The principal documentary with The Awakening is Return to Little Hodcombe, which takes members of the production team back on location to share their memories. It’s a sweet and sincere piece, seasoned by interviews with local residents such as Maureen Crumpler. Her response to watching this tale of aliens on TV – “It were all so real! So realistic!” – hints that life in the Dorset village of Shapwick might be stranger than we know. It’s nice to get out and about and escape the usual house style for these documentaries, even if it does lead to some rather self-conscious stomping about from Eric Saward. And you wish they’d let poor Michael Owen Morris sit down, rather than keep him standing beside what looks suspiciously like a pile of manure.
The Gunfighters comes with the documentary The End of The Line?, looking at how Doctor Who changed during its third year on TV. It’s an authored piece – with a script from Johnny Morris for producer Ed Stradling – and it’s excellent work, well-argued and balanced. And the interviewees are all first class. A highlight is Maureen O’Brien’s memory of working on Galaxy 4. She tells how the dwarves who played the Chumblies were “always fighting over the women”. It puts one in mind of Judy Garland’s tales of The Wizard of Oz; of how the Munchkins were at it like knives. As there’s never been an interesting word said about Galaxy 4, it’s rather glorious to suddenly imagine the Drahvins run ragged by randy Chumblies.
A Now and Then look at the locations used for The Awakening is the familiar gentle tour of the home counties, peering idly at grass verges and outbuildings and…“OH MY GOD! IT’S A GLASS SHOT!” Well I never. Generally you can spot a visual effect in Doctor Who from three rooms away – the echo of distant laughter is often the clue – but this viewer was staggered to learn that a distant shot of Little Hodcombe church in Part One, as the Doctor chases the handbag thief, was actually a tiny study in acrylics on a well-placed window. It’s always lovely to learn something new.
The only interesting scene among a collection of bits edited from The Awakening is an uncomfortable moment intended to remind viewers that Kamelion is still lurking in the TARDIS somewhere. (Maybe ‘lurking’ oversells it. ‘Leaning’ was about Kamelion’s limit. Although, as he was from an era when the Doctor’s friends liked nothing more than to tut, huff and judge each other, the fact that all Kamelion could do was roll his eyes perhaps makes him the ultimate 80s companion.) Tegan finds Kamelion in a corridor, and while the robot claims he’s doing nothing sinister, he’s clearly either downloading pornography or attempting to defraud the TARDIS cash machine.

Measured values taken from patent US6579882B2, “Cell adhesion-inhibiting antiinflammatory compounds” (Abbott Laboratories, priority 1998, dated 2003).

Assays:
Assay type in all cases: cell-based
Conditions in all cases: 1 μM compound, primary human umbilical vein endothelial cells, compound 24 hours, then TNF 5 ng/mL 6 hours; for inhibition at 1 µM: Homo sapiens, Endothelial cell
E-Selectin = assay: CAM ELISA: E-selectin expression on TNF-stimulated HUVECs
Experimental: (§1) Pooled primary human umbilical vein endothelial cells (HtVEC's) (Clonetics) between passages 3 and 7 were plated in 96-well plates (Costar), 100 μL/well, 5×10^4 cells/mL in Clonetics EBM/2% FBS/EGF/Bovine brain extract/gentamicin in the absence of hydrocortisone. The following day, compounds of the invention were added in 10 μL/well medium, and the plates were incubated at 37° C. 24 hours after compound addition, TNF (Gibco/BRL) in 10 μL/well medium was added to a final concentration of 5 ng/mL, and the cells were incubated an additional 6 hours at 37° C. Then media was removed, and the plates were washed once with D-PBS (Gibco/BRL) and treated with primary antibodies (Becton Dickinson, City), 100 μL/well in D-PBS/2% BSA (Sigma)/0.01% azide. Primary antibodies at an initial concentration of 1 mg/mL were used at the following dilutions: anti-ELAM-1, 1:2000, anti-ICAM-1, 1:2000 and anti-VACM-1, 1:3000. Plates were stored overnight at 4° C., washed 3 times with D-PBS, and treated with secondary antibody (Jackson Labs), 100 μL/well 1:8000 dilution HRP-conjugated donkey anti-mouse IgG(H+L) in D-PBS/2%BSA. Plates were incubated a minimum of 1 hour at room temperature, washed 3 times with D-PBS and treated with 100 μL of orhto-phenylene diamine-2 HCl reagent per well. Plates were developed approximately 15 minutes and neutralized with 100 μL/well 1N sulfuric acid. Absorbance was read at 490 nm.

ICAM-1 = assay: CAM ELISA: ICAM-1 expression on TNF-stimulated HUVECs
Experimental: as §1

Tomorrow’s Times is a romp through newspaper commentary on the Hartnell years. There’s lots of interesting material here… probably. The trouble is, one’s attention is monopolised by the host, actress Mary Tamm, who seems to be enjoying herself rather too much. She begins by greeting each comment with a sardonic half-smile, but her expressions grow steadily more arch and exaggerated. One eyebrow is auditioning for a long-sought-after solo career, and is poised to make good its escape. And just when you’ve got used to that, Tamm introduces a magnificent pout to her repertoire. It’s like being blown kisses by a flirty duck. And as the programme goes on, there’s a sense of her sliding slowly out of shot to the right. It’s totally captivating.
Making the Malus reunites designer Tony Harding and props builder Richard Gregory with their face of evil, which greets them with its usual goblin grin and glance askance. “I wonder where he’s been?” ponders Harding. Any hope that this is a cue for a montage of snatched paparazzi pictures of the Malus falling out of Stringfellow’s at 4am, or water-skiing on the Côte d’Azur, is soon dashed. We learn that the beast has been looked after by one Paul Burrows – a more devoted acolyte than even Sir George – who nailed him to his living room wall. The Malus once frightened the gas man. “But I introduced them,” says Burrows, “and he made friends with it.” How sweet. It’s lovely to know that out of such great evil, some good has come.